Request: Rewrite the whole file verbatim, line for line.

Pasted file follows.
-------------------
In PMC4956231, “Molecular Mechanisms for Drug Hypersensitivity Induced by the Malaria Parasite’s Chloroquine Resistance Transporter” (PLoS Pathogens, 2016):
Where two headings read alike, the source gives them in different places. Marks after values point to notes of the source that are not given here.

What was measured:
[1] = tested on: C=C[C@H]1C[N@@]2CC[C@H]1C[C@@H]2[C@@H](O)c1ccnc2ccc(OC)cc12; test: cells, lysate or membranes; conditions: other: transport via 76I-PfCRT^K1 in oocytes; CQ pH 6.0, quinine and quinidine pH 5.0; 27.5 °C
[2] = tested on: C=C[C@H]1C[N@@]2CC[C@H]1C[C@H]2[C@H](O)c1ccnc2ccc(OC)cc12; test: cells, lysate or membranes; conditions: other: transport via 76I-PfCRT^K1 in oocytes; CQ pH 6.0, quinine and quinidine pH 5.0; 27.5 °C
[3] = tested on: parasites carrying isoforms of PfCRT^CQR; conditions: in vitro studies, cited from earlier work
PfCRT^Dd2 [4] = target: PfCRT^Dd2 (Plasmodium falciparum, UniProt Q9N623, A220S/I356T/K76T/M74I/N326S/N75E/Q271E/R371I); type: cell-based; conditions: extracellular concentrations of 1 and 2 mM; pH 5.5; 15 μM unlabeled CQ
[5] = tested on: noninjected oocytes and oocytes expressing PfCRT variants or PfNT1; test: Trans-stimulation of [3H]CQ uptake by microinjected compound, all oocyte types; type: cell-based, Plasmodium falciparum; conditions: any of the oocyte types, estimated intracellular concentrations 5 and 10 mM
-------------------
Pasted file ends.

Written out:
In PMC4956231, “Molecular Mechanisms for Drug Hypersensitivity Induced by the Malaria Parasite’s Chloroquine Resistance Transporter” (PLoS Pathogens, 2016):
Where two headings read alike, the source gives them in different places. Marks after values point to notes of the source that are not given here.

What was measured:
[1] = tested on: C=C[C@H]1C[N@@]2CC[C@H]1C[C@@H]2[C@@H](O)c1ccnc2ccc(OC)cc12; test: cells, lysate or membranes; conditions: other: transport via 76I-PfCRT^K1 in oocytes; CQ pH 6.0, quinine and quinidine pH 5.0; 27.5 °C
[2] = tested on: C=C[C@H]1C[N@@]2CC[C@H]1C[C@H]2[C@H](O)c1ccnc2ccc(OC)cc12; test: cells, lysate or membranes; conditions: other: transport via 76I-PfCRT^K1 in oocytes; CQ pH 6.0, quinine and quinidine pH 5.0; 27.5 °C
[3] = tested on: parasites carrying isoforms of PfCRT^CQR; conditions: in vitro studies, cited from earlier work
PfCRT^Dd2 [4] = target: PfCRT^Dd2 (Plasmodium falciparum, UniProt Q9N623, A220S/I356T/K76T/M74I/N326S/N75E/Q271E/R371I); type: cell-based; conditions: extracellular concentrations of 1 and 2 mM; pH 5.5; 15 μM unlabeled CQ
[5] = tested on: noninjected oocytes and oocytes expressing PfCRT variants or PfNT1; test: Trans-stimulation of [3H]CQ uptake by microinjected compound, all oocyte types; type: cell-based, Plasmodium falciparum; conditions: any of the oocyte types, estimated intracellular concentrations 5 and 10 mM